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This blog is for students, managers and those lay people who are interested to contribute to, comment on or simply share their workplace problems and are keen to learn about issues relating to public finance, corporate finance and macro-economic management affecting their lives.

Thursday, July 8, 2010

The poor are not so poor.....

Benazir is an Urdu word of Persian origin which means something or somebody which has no precedent or parallel. This was also the first name of tragically assassinated former PM of Pakistan, Benazir Bhutto fondly remembered as BB.  She was murdered when she had just addressed her election rally in Rawalpindi. She was, probably the most popular leader but she was not yet a public figure as she was not holder of any public office. Yet, she was honored and a number of public institutions and places were stripped and deprived of their original names and named after her by the force of power when her party came to power.
A multi-billion rupees program was established purportedly to give cash grants to the poor and was also appropriately named as Benazir Income Support Program (BISP) as BB, who had left the luxury of life abroad to be able to become PM again is considered by many as pro-poor. The funds for BISP were neither donated by her party nor her family, yet these are distributed through politicians to build their image in the name of BB but at the taxpayers’ expense. These funds are appropriated from the budget and as such belong to taxpayers and it was for this reasons that 87 members of National Assembly demanded to rename the Program as NISP or National Income Support Program.  What these MNA’ did not highlight or were unable to comprehend was that the system of cash grants is exposed to the risk of massive misuse of the huge amounts involved in the Program.
It has now been reported that according to a government survey, six out of every 10 recipients of monthly cash grants under BISP in 16 districts are not chronic poor, heightening concerns about the eligibility of other recipients in districts not yet surveyed. According to Express Tribune, the survey’s findings give credence to international donors’ concerns about flaws inherent in distributing billions of rupees through parliamentarians.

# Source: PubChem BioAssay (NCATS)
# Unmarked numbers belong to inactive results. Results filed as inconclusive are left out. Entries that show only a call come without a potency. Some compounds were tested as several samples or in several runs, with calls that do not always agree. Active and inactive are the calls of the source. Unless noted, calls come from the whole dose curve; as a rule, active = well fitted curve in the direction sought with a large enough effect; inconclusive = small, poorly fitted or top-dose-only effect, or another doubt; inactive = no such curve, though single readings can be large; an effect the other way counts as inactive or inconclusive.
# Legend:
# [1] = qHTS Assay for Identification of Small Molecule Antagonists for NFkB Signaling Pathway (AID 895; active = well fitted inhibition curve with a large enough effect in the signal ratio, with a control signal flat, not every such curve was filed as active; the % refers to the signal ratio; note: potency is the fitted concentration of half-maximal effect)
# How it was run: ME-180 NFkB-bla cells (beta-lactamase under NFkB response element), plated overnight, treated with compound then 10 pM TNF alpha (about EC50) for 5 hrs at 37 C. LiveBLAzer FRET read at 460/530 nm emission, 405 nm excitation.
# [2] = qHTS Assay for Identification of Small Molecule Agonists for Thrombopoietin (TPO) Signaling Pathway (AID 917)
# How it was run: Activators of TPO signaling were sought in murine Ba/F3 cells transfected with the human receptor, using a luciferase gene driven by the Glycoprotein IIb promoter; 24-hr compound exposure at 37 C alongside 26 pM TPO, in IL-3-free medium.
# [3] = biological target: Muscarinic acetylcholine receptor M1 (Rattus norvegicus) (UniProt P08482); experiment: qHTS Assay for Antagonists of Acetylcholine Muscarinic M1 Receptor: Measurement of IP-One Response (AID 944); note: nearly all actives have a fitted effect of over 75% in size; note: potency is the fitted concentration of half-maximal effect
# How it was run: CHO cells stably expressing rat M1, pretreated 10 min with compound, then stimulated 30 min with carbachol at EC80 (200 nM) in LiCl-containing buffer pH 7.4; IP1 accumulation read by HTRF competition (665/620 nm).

So far, the government has distributed Rs44.3 billion through parliamentarians’ system of reaching out to the poor during the past two years. In 2008-09, Rs15.8 billion was distributed among the “poor” in the shape of Rs1,000 monthly cash grants. The figure touched the Rs28.5 billion mark during the last financial year (2009-10). BISP chief pointed out that those left out of the list may not be extremely poor, but poor all the same. The government was planning to increase the poverty level of 16.17 in order to accommodate more people in the program.
The government had carried out a poverty scorecard survey in 16 districts of the country on the insistence of donor agencies, which were skeptical about transparency of cash handouts following identification of the poor through elected representatives.


  1. BISP is an eye wash; i.e. another way of looting the tax payers' money. If they really wanted to help poors, they would have used this money to educate them.

    Rafat K. Chaudhry

  2. ...and give them vocational training to make them useful citizen, help them set up small businesses, cottage industries. Don't make them beggars, give them honorable life...